In a speech to the Council on Foreign Relations, New York Senate candidate Hillary Clinton said that her vision of US foreign policy includes promoting women’s rights and human rights, humanitarian assistance and international family planning. Clinton said, “We will not have strong markets to invest in, or democratic allies to depend on if children aren’t in school, if ethnic cleansing is ripping apart communities and if women are being silenced and brutalized, as they are in Afghanistan.” Currently, the terrorist Taliban militia has taken over 95 percent of Afghanistan and his imposed strict gender apartheid on Afghan women and girls. Women are under virtual house arrest and have been barred from work and school. Under Taliban rule women have been stripped of their visibility, voice, and mobility.
A recent report by independent United Nations investigator, Kamal Hossain, revealed that the Taliban militia’s terrorism and repression of women continues and “cannot be justified under any reading of Islam” and that Taliban militia police “mete out punishment in a rough and ready manner without due process” to women and men alike.
Media Resources: Associated Press – October 17, 18, 2000
8/31/2015 Chicago Activists Continue Hunger Strike to Save Predominately Black Public High School - Chicago residents have entered the second week of their hunger strike protesting the closure of Dyett High School, in the predominately African-American Bronzeville neighborhood located on the South Side of Chicago.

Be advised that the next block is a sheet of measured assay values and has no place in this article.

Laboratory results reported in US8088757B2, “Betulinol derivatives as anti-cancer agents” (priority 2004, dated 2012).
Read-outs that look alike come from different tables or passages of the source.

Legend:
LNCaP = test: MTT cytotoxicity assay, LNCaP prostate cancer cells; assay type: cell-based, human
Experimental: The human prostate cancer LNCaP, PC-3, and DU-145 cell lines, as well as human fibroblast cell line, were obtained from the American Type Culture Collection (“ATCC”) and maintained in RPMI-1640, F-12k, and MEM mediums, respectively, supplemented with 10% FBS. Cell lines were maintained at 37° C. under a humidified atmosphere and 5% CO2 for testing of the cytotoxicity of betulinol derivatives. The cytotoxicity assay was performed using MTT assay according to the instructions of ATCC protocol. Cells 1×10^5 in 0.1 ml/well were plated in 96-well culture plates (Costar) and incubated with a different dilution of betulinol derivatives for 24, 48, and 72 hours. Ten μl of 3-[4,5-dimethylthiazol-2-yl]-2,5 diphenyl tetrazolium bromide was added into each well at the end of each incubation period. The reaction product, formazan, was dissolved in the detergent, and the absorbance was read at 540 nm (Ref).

Parents and community members are calling on the Chicago Board of Education to keep Dyett - the only open-enrollment, neighborhood school in its area - open and accept a community plan to revitalize the school with a focus on science and green technology. . . .
8/28/2015 Alaska Court Protects Abortion Access for Low-Income Women - The Alaska Superior Court struck down a state law yesterday that would have severely limited abortion access for low-income women in Alaska.
The state's Superior Court also struck down a Department of Health and Social Services regulation that placed narrow specifications on Medicaid coverage for abortions, requiring that Medicaid-funded abortions be determined by a physician to be "medically necessary." Last year, the Center for Reproductive Rights, the American Civil Liberties Union, and Planned Parenthood sued on behalf of the Planned Parenthood of the Great Northwest, claiming that the narrow definition of "medically necessary" arbitrarily established conditions designed to restrict the ability of low-income women to access abortion services.
The law was temporarily blocked last July by an Alaskan state court judge.
Superior Court Judge John Suddock ordered yesterday that the state be blocked from implementing this regulation, ruling that it placed an undue burden on low-income women seeking abortion services in Alaska.
"By providing health care to all poor Alaskans except women who need abortions, the challenged regulation violates the state constitutional guarantee of 'equal rights, opportunities, and protection under the law'," the ruling read.
"We applaud the superior court for striing down these cruel restrictions on women's health and rights that violate the Alaska Constitution," said Chris Charbonneau, CEO of Planned Parenthood of the Great Northwest and the Hawaiian Islands. . . .